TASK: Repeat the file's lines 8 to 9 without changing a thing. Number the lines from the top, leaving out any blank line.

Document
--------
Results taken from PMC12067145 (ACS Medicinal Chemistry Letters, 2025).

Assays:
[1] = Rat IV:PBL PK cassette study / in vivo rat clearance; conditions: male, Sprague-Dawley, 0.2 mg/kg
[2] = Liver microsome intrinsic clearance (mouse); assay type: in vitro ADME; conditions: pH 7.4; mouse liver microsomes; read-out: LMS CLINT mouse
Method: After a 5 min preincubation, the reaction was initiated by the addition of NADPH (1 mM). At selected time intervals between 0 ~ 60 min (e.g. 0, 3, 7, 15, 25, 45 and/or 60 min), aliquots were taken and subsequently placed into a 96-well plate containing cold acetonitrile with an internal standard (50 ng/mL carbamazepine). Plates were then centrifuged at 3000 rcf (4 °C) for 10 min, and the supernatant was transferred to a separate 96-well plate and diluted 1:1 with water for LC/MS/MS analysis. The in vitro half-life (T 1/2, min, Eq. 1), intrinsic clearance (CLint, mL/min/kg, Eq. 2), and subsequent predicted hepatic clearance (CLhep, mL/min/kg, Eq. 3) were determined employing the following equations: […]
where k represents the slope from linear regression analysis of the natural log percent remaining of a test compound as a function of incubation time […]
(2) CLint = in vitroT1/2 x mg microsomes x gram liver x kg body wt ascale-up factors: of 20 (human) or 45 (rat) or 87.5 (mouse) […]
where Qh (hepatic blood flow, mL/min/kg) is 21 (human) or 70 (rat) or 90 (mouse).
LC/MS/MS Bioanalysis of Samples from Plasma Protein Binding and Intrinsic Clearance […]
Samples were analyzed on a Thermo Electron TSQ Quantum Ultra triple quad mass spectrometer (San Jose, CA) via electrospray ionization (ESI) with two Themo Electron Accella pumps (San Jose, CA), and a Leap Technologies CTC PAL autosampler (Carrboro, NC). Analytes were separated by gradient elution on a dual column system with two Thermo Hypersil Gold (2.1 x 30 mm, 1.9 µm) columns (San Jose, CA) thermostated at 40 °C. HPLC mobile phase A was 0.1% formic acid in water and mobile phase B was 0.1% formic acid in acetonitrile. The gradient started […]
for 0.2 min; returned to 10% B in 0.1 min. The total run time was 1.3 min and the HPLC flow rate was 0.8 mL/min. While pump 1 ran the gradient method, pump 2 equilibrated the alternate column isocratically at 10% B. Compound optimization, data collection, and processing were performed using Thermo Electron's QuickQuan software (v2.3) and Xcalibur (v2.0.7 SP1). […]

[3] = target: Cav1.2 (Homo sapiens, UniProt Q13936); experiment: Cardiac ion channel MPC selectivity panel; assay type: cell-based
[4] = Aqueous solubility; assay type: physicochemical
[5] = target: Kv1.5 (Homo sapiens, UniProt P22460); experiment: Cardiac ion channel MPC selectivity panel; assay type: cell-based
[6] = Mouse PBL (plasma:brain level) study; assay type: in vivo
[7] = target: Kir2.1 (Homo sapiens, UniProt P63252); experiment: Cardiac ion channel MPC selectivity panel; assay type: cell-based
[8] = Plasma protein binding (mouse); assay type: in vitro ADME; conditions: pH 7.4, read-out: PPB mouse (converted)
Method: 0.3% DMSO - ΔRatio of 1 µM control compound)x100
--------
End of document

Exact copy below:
where Qh (hepatic blood flow, mL/min/kg) is 21 (human) or 70 (rat) or 90 (mouse).
LC/MS/MS Bioanalysis of Samples from Plasma Protein Binding and Intrinsic Clearance […]